by Laine Welch
Last Wednesday marked the start of Lent, a time of fasting, soul-searching and repentance for hundreds of millions of Christians around the world. And what the burst in the holiday sales season from Thanksgiving to Christmas means to retailers, Lent means the same to the seafood industry.
The 40-day Lenten season, which this year runs from March 5 to Easter Sunday on April 20, dates back to the fourth century. It has been customary to forego meat ever since. While nearly all seafood enjoys a surge of interest during Lent, the most traditional items served are the so-called “whitefish” species, such as cod, pollock, flounder and halibut.
Food Services of America reports that Ash Wednesday is the busiest day of the year for frozen seafood sales, and the six weeks following is the top-selling season for the entire year. (“Ash Wednesday” arose from the ritual of placing ashes from burned palm branches on the forehead to symbolize, “that you are dust, and unto dust you shall return.”)
Overall, Americans ate more seafood during Lent in 2013 than in previous years, according to Nation’s Restaurant News. GrubHub, the nation’s top online and mobile food-ordering company that works with nearly 30,000 restaurants in 600 cities, said the number of people eating fish on Fridays increased by 20 percent during Lent last year since 2011.
The Filet-O-Fish sandwich, which was launched by McDonald’s on Good Friday, is made with Alaska pollock. Sales top 300 million a year. Nearly 25 percent of fish sandwiches are sold during Lent. No matter what the seafood favorite, the long Lenten season is good news for Alaska, which provides nearly 60 percent of the wild-caught seafood to U.S. restaurants and grocery stores.
Alaska longliners were ready to haul in the year’s first fresh halibut with the March 8 start of the fishery. Alaska’s halibut catch of roughly 19 million pounds is down about 11 percent. Sablefish, or black cod, also opens on March 8. That quota was reduced by 10 percent this year to just under 34 million pounds.
Less overall fish might bump up dock prices, but it will take a week or so for markets to settle out. Buyer resistance to the high-priced fish came into play last year and sales started off slowly. The first fresh landings last year fetched $5.25-$5.75 at major ports, then dropped about a dollar in the first week. Likewise, starting sablefish prices were down by 40 percent, ranging from $3-$5 across five sizes.
Price watch: Last year’s average Alaska fish prices were $5.06 per pound for halibut and $2.84 per pound for sablefish. That compares to $5.87 and $4.11 in 2012.
Alaska fishermen provide more than 95 percent of our nation’s halibut, as well as more than 70 percent of the sablefish.
The upcoming roe herring harvest at Sitka Sound has been clipped to 16,333 tons, which is about 1,200 tons less than announced in December. State managers are already set to start aerial surveys for signs of the roe herring run. Herring managers also think the warm spring means the fish might show early at Togiak in Bristol Bay. That is Alaska’s largest herring fishery with a catch this year at nearly 28,000 tons.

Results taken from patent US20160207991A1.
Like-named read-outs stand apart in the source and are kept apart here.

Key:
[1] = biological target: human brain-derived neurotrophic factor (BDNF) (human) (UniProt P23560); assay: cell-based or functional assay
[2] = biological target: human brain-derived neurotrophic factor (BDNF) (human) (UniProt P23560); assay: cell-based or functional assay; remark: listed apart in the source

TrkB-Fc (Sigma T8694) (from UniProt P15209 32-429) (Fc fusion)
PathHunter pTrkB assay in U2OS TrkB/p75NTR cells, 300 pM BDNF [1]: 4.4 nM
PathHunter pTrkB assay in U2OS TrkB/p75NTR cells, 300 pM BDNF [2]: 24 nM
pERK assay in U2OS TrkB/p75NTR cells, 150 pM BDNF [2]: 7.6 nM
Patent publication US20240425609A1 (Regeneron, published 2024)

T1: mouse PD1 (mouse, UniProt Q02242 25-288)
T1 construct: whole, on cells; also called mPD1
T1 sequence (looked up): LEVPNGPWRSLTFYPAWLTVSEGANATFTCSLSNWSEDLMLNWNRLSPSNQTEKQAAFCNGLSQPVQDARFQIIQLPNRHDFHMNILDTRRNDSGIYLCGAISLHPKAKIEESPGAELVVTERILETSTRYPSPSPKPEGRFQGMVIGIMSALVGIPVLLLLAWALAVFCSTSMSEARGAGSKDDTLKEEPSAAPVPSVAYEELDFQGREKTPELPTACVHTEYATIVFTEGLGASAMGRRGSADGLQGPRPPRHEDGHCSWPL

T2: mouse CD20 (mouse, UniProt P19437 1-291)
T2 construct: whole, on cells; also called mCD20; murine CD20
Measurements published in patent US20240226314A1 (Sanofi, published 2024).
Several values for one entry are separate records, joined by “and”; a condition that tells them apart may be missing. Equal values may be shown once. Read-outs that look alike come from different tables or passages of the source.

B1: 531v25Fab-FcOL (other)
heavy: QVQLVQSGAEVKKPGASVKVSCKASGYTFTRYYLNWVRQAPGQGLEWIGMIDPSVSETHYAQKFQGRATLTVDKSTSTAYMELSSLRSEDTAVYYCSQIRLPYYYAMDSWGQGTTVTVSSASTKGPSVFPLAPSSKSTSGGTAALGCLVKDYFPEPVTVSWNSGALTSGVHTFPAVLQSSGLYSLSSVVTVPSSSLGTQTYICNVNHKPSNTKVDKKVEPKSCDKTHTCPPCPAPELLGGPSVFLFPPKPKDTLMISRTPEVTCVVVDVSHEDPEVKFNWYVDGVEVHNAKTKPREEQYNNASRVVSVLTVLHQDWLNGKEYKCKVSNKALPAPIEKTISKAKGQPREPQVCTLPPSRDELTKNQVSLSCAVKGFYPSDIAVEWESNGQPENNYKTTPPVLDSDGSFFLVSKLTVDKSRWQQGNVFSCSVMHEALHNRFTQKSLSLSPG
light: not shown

A push is gaining steam to use all of the herring — not just the female roe — instead of grinding it into fish meal. In Norway, herring is sold smoked, canned, pickled and more. Fishermen there get 47 cents a pound for their catch; that compares to $100 per ton at Togiak.
A McDowell Group report showed that, if male herring from Togiak and Kodiak fisheries were made into frozen fillets, the wholesale value would approach $15 million.
Researchers at the Alaska Fisheries Science Center are tops at the work they do; the center is the research arm of NOAA Fisheries. Their science forms the basis for setting Alaska fish quotas, running observer programs and tightening bycatch limits, to name just a few. But, the Alaska Fisheries Science Center is located in Seattle, and Juneau Mayor Merrill Sanford wants to bring those science jobs closer to the sources they study.
“There are other places in Southeast where some of these jobs could go, and there’s also Kodiak, which has a big fishing industry, where some of the jobs could go. We want to look at all of that,” he said at a recent meeting.
Mayor Sanford created a task force to learn how those science jobs might be brought back to Alaska. Attracting more federal jobs to Juneau is an Assembly priority, he said, as well as lab techs and research vessels
“If we could move even a few to our own research centers in our own fisheries areas, I think it would be a big advantage to us,” he said.
NOAA Fisheries has fewer than 200 researchers in Alaska, mostly in Juneau. The Alaska Fisheries Science Center in Seattle lists more than 400 on the job. That’s a long commute to and from the fishing grounds.
So how did the center end up there in the first place?
“That is where the geographical distribution of the labor force developed around the time of statehood,” NOAA spokesperson Julie Speegle told KTOO in Juneau, “and it’s mostly just been maintained there.”
The task force will reveal its findings in six months.
Eileen Sobeck, the new director of NOAA Fisheries, will attend the ComFish trade show next month in Kodiak. U.S. Senator Mark Begich is bringing Sobeck to the event; it will be her first trip to Alaska. Senator Begich frequently attends ComFish and holds informal, open meetings with all comers. www.comfishalaska.com.
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